She would sometimes hold me and sway me in her arms when she would get too far into her cups and I would stay until she let go of me and I would walk away without looking back. Kids can feel sorry for adults for having to be adults. I felt sorry for Sharona in that way.
Sharona was confident in other ways. She had no trouble finding men or men finding her. They would come to the house, many of them transplanted Arkies and Okies, looking for a girl like the one they had back home. Sharona had no problem having one or two, if not more, boyfriends at a time. She especially enjoyed when they would bring her presents and she would show off flowers, rings, and bracelets they would give her.
When Sharona was excited about a man and she was planning a night out with one of them, it was a big deal for the young girls in the neighborhood. Sharona spent the day picking out just the right dress. She had country fancy clothes. Skirts with puffed out slips that looked like something a square dancer would wear. She had leather edged pants and matching boots, cowgirl wow wear. And she had lady cowboy hats that matched each outfit that she wore.
On date nights she would round up her favorite little girls to watch her put on her make-up and would even put make-up on the little girls. Several parents had told Sharona not to paint up their little girls, but Sharona had a short memory for such complaints and the little girls would blame Sharona and tell their parents that it was not their fault that they were coming home looking like six-year-olds getting ready for a night on the town.
Sharona’s front steps had a ramped portion that was used to roll down Grandma’s wheelchair. When Sharona was escorted to the waiting car by her lucky beau, she would take her time walking down the ramp as if walking on an Oscar night red carpet. Sharona could put on quite a show and we would come out and watch her take the walk to the car and some of the little girls would clap because their princess was going out with the prince they always wished for her.
The mothers in the neighborhood would watch these parades with caution because these dates could sometimes turn into a weeks and Smith Place knew that Grandpa and Grandma could not take care of each other or the two small kids. When people learned that Sharona had not come home, families made sure to check on the old folks and made sure the kids were fed and unharmed by Grandpa’s crazy ways.
Upon return from days away, Sharona would be quiet and sullen, almost repentant as if she had sinned. She would go door-to-door thanking people for caring for the family, sometimes bringing peach cobbler as a thank you. The families took the cobbler and would tell Sharona it was no problem, and they would check that she was okay. And when Sharona said all was fine that was all she needed to say.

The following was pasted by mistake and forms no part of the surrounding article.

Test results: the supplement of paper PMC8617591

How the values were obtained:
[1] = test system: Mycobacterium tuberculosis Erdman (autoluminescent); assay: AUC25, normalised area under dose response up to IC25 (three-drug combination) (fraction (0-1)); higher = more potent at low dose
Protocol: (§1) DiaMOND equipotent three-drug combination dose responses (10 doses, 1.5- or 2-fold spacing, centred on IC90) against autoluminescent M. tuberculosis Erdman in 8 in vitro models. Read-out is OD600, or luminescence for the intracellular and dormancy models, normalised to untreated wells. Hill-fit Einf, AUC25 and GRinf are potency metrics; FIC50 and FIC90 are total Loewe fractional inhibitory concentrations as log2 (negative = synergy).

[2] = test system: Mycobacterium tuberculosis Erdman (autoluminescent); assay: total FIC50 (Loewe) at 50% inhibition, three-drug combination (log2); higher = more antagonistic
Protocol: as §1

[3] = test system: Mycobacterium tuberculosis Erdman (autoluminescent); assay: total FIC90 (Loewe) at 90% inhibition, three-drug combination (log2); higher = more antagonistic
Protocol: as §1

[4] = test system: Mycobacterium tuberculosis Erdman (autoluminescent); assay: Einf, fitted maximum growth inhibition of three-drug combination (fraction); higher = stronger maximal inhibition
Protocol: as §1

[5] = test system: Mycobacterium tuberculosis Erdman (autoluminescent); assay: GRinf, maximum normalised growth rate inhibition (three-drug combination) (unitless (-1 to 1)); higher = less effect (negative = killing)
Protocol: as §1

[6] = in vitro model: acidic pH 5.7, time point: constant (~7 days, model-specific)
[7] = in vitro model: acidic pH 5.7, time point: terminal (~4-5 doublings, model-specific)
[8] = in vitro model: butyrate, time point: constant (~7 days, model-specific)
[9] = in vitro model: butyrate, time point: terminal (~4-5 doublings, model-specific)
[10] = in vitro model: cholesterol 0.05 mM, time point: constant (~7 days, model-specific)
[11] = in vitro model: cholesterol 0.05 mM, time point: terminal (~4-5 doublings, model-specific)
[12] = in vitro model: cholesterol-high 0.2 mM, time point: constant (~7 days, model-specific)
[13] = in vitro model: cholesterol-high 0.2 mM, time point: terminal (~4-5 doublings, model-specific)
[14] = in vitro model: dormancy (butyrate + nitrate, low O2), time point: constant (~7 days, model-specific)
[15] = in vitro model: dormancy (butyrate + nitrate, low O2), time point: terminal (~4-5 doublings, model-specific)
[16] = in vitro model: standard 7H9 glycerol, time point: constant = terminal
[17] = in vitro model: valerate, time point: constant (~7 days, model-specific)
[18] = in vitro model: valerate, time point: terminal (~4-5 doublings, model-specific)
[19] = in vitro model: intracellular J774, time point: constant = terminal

Just before we moved away from Smith Place, Sharona started seeing a man who always came to see her wearing a black suit and always had a thin black tie to match his starched and pressed white collared shirt. He was tall and polite and always said nice things to us. We got to like his weekly visits because sometimes he would take off his coat and play with us as we tossed the balls around the street. He was acting like a father and a husband and before too long the show became real.
Sharona told us that she and the family were leaving. That the man in the black suit had proposed and she accepted his proposal, and they were moving to another part of Long Beach to the house the man owned. Sharona said the man was good for her. He did not drink and went to church. He was okay with Grandpa and Grandma coming along and he was kind to the kids.
Everything seemed great until a few months later the man came back to Smith Place with the kids and asked if we’d seen Sharona. We said we had not seen her since they left. He said one day Sharona had gotten dressed nicely and said she had an appointment and that she was on her way. That had been a week ago and she was not back. The adults told him just to be patient because Sharona always came back home again.
Smith Place always forgave. No that's not the word. Forgiveness, if it belonged to anyone, did not belong to us. Smith Place understood when Sharona needed to get away. There were many mothers on Smith Place that wanted to get away. Only Sharona had the courage and self-determination to get away. Smith Place let Sharona be Sharona. We prayed this man would do the same.